Expert opinions required pls.
Would it be true that Context.connect is an expensive operation and context.invoke is done much faster if the context was there all the time. I mean like a static object or something. Would it be thread safe to do so.
The Contect.connect function sets up the initial connection. This creates a session on the Integration Server and gives the client a reference to this connection. So indeed, reusing the same connection for several invokes will have a positive impact on performance.
I never heard of any issues with threads when using this method. Make sure you call Context.disconnect after you finished invoking services (and in your catch blocks) so that the server session is closed when your client finishes. Otherwise the server session will only close after the timeout period which will cause the server to consumer more resources than necessary.
Depending on your requirements, a more sophisticated model using code to maintain a connection pool might be useful. In that case, the code would keep, say, 5 connections alive at a time and user code would “request” a connection to use. This would be able to contain more robust synchronization code, if needed. I haven’t heard anything positive or negative about the thread safety of the Context object.
However, if you’re just looking to optimize a relatively infrequently executed sequence of calls, indeed it’s better to minimize the number of connects/disconnects used:
Thanks for the response. My scenario is where the service is getting called thru a java class from the web. The hits expected on this page is very high, causing many calls to connect, invoke and disconnect. I was wondering cant I just avoid, the connect and disconnect part all together by making context object as static or something, never disconnect it. What would happen in this case.
Tate, yes I too thought pooling would be a better idea, but I had not done that before and would like to get some directions if you had came across anything like this before.
In terms of the static object, just try it and see. I don’t know of any instances where that’s been done, so it may or may not work. You might also want to try the threaded invocation to help with performance.
As for the connection code, I haven’t done it before–just suggesting it as an option if you run into multi-threading or performance problems with the first method.
I need some help here to make my java client “pooling enabled”.
some way to create a context object, make a connection and “preserve” this “connected” object so that it is available (like a static object) as long as the server is up.
In other words, I want somehow to avoid creating a context object and connecting using that object every time in my java client
Your valuable insights are highly appreciated
From your description, I’m assuming you’re on an app server of some sort and connecting to IS from there. As Tate mentioned, a connection pool is most likely the way to go. There are lots of examples and source on the web for managing pools, be it HTTP, JDBC, threads, whatever. You can use the constructs to create a Context/TContext object pool. The pool would handle threading nicely and you could control the number of pool connections to make available.
Here are a couple links to get you started.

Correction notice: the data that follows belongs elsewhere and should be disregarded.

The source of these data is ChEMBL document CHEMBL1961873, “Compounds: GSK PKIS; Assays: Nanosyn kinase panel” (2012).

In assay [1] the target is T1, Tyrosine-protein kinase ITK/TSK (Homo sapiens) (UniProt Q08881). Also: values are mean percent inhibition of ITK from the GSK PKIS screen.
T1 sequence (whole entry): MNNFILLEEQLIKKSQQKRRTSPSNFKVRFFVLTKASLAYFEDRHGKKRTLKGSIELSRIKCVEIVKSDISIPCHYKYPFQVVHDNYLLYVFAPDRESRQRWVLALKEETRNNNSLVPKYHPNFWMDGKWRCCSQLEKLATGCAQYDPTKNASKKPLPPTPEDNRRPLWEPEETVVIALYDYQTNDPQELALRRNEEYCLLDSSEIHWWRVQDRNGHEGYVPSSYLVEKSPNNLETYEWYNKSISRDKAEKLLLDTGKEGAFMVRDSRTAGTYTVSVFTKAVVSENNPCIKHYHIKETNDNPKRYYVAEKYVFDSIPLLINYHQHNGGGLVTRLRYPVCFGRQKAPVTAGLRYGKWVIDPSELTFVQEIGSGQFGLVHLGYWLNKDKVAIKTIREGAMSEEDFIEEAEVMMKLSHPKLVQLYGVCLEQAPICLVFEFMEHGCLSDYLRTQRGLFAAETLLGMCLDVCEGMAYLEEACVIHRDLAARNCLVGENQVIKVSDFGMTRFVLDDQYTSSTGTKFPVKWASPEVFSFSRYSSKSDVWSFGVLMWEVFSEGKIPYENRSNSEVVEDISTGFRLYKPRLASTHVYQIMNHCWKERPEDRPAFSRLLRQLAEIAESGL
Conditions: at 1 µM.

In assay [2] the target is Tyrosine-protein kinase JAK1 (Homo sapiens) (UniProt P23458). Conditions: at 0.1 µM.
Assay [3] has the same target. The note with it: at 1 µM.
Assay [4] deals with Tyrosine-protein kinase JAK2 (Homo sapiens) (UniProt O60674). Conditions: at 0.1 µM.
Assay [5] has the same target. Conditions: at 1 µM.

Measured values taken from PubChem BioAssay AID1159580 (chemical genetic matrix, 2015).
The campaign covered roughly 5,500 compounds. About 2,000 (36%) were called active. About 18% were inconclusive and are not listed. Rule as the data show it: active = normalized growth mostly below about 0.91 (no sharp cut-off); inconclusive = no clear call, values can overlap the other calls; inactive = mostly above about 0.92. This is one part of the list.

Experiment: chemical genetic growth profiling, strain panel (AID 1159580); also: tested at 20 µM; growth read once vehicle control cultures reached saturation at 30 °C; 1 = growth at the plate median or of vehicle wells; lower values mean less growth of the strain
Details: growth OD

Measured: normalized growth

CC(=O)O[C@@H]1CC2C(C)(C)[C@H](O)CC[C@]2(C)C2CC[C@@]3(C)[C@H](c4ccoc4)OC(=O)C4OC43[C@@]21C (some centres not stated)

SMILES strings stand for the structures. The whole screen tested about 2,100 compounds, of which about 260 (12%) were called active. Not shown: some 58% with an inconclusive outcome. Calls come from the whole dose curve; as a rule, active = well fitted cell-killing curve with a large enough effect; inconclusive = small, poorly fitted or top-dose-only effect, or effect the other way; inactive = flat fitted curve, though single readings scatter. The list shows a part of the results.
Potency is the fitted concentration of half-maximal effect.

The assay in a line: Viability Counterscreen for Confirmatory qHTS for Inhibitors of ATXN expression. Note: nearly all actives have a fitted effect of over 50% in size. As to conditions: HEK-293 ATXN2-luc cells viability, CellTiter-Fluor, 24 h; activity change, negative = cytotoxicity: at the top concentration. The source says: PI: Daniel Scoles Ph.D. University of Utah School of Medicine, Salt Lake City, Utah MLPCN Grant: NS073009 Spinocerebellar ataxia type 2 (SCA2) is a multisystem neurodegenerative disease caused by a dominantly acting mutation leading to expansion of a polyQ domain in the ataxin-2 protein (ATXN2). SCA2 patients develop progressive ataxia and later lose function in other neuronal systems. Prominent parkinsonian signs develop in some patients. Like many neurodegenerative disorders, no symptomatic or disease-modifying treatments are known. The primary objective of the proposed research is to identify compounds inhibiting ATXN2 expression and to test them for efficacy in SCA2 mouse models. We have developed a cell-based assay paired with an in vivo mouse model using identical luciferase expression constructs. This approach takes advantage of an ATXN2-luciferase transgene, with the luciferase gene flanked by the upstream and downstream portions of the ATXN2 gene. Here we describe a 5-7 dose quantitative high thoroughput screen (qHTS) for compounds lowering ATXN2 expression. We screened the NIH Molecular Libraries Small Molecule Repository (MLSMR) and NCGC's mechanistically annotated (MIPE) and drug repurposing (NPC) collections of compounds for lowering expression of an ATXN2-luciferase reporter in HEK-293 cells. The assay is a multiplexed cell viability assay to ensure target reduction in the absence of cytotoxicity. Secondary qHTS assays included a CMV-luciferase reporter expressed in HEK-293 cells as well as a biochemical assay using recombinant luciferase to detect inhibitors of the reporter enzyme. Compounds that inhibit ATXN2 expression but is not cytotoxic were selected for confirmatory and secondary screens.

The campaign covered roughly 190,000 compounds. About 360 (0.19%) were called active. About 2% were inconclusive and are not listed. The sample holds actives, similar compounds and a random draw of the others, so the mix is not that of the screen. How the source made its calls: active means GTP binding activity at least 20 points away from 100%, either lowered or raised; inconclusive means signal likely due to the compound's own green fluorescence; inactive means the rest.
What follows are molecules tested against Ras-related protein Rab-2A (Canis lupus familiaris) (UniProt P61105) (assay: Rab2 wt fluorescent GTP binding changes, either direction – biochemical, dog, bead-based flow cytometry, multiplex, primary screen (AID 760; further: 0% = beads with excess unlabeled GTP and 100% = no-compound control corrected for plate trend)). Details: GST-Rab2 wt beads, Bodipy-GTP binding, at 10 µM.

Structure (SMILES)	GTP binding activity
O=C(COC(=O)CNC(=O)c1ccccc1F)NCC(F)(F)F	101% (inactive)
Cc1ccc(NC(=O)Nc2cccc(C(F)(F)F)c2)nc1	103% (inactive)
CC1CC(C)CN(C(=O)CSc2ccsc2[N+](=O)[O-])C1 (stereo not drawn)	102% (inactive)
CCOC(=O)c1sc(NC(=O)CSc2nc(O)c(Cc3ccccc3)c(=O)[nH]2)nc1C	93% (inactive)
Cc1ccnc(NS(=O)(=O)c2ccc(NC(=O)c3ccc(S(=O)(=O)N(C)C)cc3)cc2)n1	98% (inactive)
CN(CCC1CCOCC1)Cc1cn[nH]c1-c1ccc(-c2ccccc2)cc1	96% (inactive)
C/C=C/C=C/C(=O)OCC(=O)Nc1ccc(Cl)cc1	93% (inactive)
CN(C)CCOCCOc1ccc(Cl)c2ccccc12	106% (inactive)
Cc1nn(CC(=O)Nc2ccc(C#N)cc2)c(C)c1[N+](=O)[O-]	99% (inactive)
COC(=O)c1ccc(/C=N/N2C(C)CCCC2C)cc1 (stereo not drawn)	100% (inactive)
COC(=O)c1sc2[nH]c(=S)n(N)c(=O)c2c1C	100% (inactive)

[url=“Oracle Java Technologies | Oracle”]Oracle Java Technologies | Oracle
If a pool seems to be overkill (though it probably really isn’t in an app server environment with lots of users), you might create a class to manage the connection and instantiate it when your app is loaded on the app server. You’ll need to be attentive to threading issues so that only one thread is using the connection at any given time.
As usual u r a great teacher.
Let me start reading now and do some homework, before I come back again.
We did something similar recently using webMethods Portal. We needed to create a portlet that used a BrokerClient object to communicate to the webMethods Broker, but didn’t want to reconnect each time the portlet was instantiated (in fact that would have defeated the purpose of connecting to the Broker in our case).
The solution was to create a simple portlet that subscribed to the Portal event associated with user logins. That portlet created the BrokerClient object and stored it in the Portal user’s session object using an API command.
The portlet that actually needed to communicate with the Broker retrieved the BrokerClient object from the session in it’s init() method and did its work.
The BrokerClient cleanup was performed by a portlet that subscribed to the Portal event associated with user logout or session timeout events.
I know you’re working with an app server rather than with Portal and are creating IS Context objects rather than BrokerClient’s, but it seemed relevant. You should be able to do what you need with pooling in an app server or by storing your Context objects in the user’s session object.
Context.invoke() is not thread safe. Context.connect() is a static method, which returns a new connection context. So if your java class makes calls single Context.connect() and the method which encapsulates the Context.invoke() is not synchronized, it will not be thread safe.
Hence, if you expect high hit rate, it is good to have Connection Pool. Else, you can make Connect and Disconnect for each call.
Thanks GPM, Mark, Rob, Tate, Koen,
I had gone ahead and created my super duper context pooling. Thank you gentlemen for your valuable time and response.
With guys like you around, life is beautiful